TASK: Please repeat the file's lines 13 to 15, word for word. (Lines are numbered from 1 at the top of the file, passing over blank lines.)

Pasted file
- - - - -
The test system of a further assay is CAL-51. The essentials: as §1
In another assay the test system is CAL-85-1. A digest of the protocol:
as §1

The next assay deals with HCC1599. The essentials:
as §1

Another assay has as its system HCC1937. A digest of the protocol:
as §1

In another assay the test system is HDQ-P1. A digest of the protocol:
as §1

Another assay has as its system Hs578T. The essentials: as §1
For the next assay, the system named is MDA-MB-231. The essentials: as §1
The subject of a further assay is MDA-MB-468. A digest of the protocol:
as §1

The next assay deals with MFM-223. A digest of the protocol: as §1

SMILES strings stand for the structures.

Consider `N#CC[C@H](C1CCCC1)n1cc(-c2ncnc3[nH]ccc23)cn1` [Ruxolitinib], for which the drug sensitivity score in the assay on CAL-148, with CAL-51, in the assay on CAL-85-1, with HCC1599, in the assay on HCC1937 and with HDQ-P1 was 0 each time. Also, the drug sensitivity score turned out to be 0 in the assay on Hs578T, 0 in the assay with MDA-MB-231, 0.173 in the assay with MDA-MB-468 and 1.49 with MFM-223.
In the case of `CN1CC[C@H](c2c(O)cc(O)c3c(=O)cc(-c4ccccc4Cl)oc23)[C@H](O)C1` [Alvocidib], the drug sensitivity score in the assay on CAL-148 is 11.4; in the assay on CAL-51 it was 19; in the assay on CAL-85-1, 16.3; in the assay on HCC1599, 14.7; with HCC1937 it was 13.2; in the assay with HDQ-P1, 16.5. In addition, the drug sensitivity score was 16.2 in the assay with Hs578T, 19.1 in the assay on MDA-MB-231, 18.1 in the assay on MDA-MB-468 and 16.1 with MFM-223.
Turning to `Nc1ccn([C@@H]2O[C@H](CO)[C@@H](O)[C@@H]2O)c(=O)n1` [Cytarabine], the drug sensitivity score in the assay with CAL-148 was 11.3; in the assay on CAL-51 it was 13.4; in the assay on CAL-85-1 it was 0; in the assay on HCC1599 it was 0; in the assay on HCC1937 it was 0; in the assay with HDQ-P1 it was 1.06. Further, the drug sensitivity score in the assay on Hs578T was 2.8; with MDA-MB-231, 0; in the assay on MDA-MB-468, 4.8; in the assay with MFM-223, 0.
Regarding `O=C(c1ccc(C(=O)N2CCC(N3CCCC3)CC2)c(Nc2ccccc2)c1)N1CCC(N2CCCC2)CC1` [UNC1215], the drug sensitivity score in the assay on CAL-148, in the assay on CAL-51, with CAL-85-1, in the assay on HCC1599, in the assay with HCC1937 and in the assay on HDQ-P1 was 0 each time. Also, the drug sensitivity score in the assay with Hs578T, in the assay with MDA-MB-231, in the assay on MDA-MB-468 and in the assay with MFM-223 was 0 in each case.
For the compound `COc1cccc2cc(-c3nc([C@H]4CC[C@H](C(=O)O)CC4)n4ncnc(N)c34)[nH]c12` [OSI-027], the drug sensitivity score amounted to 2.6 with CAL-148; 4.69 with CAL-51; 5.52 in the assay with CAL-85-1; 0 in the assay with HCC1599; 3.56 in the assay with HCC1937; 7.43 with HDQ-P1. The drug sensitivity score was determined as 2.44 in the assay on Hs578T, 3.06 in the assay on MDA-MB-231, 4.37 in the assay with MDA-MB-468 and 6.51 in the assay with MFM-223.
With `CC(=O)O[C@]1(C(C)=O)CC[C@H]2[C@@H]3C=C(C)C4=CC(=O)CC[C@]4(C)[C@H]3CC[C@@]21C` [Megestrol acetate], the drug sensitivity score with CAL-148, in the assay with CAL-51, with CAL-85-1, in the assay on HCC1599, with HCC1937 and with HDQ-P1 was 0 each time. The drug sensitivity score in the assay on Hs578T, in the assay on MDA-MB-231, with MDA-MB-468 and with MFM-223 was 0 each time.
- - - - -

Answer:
as §1

The next assay deals with MFM-223. A digest of the protocol: as §1

SMILES strings stand for the structures.